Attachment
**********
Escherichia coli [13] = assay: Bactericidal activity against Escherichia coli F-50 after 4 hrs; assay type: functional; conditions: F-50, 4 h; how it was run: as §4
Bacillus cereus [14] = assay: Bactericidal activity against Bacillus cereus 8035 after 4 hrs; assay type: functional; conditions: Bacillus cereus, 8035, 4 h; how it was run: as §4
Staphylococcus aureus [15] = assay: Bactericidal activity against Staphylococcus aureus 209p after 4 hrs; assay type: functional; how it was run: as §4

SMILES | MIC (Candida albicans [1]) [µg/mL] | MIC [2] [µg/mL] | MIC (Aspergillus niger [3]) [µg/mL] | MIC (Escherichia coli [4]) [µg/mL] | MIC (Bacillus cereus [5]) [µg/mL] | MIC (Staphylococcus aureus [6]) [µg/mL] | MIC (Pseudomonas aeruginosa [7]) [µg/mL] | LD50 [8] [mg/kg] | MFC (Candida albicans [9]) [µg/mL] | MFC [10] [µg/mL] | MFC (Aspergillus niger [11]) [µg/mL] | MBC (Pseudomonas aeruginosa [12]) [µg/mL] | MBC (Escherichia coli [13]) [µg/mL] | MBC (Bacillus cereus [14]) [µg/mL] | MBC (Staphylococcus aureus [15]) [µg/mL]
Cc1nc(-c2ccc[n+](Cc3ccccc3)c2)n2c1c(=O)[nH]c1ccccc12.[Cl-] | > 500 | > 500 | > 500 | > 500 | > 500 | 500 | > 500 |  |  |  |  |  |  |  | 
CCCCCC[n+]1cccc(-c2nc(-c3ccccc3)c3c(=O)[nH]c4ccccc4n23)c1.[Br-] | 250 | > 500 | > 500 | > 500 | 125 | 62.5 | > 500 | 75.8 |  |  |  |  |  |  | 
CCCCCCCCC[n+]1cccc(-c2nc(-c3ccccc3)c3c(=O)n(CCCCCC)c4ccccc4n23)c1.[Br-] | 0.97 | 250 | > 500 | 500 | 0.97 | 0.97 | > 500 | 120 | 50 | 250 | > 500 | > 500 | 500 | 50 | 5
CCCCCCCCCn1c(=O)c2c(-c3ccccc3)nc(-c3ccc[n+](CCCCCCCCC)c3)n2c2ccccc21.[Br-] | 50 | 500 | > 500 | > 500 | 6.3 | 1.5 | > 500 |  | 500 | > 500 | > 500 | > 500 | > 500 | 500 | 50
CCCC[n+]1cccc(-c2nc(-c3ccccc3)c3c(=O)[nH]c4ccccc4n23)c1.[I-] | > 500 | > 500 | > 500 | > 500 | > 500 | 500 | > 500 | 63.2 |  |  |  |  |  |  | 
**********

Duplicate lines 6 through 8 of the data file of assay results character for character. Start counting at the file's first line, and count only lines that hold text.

CCCCCC[n+]1cccc(-c2nc(-c3ccccc3)c3c(=O)[nH]c4ccccc4n23)c1.[Br-] | 250 | > 500 | > 500 | > 500 | 125 | 62.5 | > 500 | 75.8 |  |  |  |  |  |  | 
CCCCCCCCC[n+]1cccc(-c2nc(-c3ccccc3)c3c(=O)n(CCCCCC)c4ccccc4n23)c1.[Br-] | 0.97 | 250 | > 500 | 500 | 0.97 | 0.97 | > 500 | 120 | 50 | 250 | > 500 | > 500 | 500 | 50 | 5
CCCCCCCCCn1c(=O)c2c(-c3ccccc3)nc(-c3ccc[n+](CCCCCCCCC)c3)n2c2ccccc21.[Br-] | 50 | 500 | > 500 | > 500 | 6.3 | 1.5 | > 500 |  | 500 | > 500 | > 500 | > 500 | > 500 | 500 | 50